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An excerpt from www.HouseOfNames.com archives copyright © 2000 - 2016


Pollen is one of the many new names that came to England following the Norman Conquest of 1066. The name Pollen comes from the Norman-Christian given name Paulinus, which belonged to an early settler Anglo-Norman settler.

Pollen Early Origins



The surname Pollen was first found in Staffordshire from very ancient times, and Lincolnshire where they were Lords of the Manor of Odcombe. The origin of the name has long since faded into the mists of time but most scholars give the name as a Norman Christian name belonging to a settler, Paulinus, who landed in England soon after the Norman Conquest.

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Pollen Spelling Variations


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Pollen Spelling Variations



It is only in the last few hundred years that the English language has been standardized. For that reason, Anglo-Norman surnames like Pollen are characterized by many spelling variations. Scribes and monks in the Middle Ages spelled names they sounded, so it is common to find several variations that refer to a single person. As the English language changed and incorporated elements of other European languages such as Norman French and Latin, even literate people regularly changed the spelling of their names. The variations of the name Pollen include Paulin, Paulyn, Pollen, Pollyn, Pollin, Polyn and many more.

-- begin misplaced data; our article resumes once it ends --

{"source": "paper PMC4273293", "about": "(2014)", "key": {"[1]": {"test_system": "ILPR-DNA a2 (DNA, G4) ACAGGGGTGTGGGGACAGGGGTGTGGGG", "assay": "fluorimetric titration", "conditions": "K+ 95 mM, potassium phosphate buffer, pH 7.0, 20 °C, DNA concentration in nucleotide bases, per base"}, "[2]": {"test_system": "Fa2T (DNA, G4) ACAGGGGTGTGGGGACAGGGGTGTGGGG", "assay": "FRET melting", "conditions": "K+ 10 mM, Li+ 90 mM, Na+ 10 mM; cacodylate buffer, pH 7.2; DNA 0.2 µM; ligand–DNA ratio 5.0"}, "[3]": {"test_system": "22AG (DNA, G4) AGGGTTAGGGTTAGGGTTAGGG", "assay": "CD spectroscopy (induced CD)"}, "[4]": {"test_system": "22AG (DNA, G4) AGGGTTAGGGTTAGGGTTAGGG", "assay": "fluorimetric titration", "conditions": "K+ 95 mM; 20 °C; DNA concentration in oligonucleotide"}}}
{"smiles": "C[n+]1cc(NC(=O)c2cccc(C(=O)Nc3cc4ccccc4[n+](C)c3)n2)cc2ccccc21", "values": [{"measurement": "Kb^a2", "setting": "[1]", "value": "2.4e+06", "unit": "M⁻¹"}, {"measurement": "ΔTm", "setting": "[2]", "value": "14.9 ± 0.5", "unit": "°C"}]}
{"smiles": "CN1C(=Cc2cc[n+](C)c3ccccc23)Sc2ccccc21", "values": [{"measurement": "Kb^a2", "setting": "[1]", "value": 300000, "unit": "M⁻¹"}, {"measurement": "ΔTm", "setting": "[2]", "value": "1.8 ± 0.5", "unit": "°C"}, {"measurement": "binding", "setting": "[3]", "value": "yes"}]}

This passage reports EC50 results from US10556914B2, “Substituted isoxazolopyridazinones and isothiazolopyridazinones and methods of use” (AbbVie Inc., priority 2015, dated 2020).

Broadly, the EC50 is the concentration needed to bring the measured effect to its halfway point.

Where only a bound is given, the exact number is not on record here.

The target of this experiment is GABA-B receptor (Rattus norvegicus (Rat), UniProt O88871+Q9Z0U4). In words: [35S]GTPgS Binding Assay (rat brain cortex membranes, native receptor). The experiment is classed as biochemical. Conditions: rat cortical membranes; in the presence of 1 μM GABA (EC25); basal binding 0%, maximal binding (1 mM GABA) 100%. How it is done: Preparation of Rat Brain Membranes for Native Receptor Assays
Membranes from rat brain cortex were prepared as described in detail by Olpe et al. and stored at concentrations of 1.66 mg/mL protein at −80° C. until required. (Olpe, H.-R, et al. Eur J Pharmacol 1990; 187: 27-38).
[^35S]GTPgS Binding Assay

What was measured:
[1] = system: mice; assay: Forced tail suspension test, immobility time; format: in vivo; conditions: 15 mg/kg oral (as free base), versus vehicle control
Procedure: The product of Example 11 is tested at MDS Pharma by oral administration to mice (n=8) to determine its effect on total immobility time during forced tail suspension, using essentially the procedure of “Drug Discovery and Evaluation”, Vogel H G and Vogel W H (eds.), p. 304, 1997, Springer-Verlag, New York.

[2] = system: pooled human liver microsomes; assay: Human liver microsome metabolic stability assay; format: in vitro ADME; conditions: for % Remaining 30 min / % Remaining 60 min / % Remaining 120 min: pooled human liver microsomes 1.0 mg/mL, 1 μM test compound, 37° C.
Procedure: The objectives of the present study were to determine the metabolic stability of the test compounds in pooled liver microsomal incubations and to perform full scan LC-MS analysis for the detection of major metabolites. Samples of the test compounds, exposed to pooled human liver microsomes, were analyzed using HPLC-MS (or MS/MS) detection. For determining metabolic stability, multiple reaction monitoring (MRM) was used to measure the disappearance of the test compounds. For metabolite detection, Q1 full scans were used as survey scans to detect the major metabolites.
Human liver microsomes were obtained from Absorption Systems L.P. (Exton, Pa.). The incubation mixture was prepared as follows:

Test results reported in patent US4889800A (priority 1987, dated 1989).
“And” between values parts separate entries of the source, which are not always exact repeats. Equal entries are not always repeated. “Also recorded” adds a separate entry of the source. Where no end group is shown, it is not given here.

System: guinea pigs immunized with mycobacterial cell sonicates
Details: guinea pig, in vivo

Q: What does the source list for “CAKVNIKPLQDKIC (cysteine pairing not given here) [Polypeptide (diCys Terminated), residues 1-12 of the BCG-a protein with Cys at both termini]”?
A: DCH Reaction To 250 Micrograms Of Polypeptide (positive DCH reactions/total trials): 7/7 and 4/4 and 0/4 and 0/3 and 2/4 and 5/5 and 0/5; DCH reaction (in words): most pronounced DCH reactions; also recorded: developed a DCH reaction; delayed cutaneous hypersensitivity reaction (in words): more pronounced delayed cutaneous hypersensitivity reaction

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Pollen Early History


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Pollen Early History



This web page shows only a small excerpt of our Pollen research. Another 259 words (18 lines of text) covering the years 163 and 1636 are included under the topic Early Pollen History in all our PDF Extended History products and printed products wherever possible.

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Pollen Early Notables (pre 1700)


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Pollen Early Notables (pre 1700)



More information is included under the topic Early Pollen Notables in all our PDF Extended History products and printed products wherever possible.

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Pollen In Ireland


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Pollen In Ireland



Some of the Pollen family moved to Ireland, but this topic is not covered in this excerpt. Another 31 words (2 lines of text) about their life in Ireland is included in all our PDF Extended History products and printed products wherever possible.

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The Great Migration


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The Great Migration



Faced with the chaos present in England at that time, many English families looked towards the open frontiers of the New World with its opportunities to escape oppression and starvation. People migrated to North America, as well as Australia and Ireland in droves, paying exorbitant rates for passages in cramped, unsafe ships. Many of the settlers did not make the long passage alive, but those who did see the shores of North America were welcomed with great opportunity. Many of the families that came from England went on to make essential contributions to the emerging nations of Canada and the United States. Some of the first immigrants to cross the Atlantic and come to North America carried the name Pollen, or a variant listed above:

Pollen Settlers in United States in the 17th Century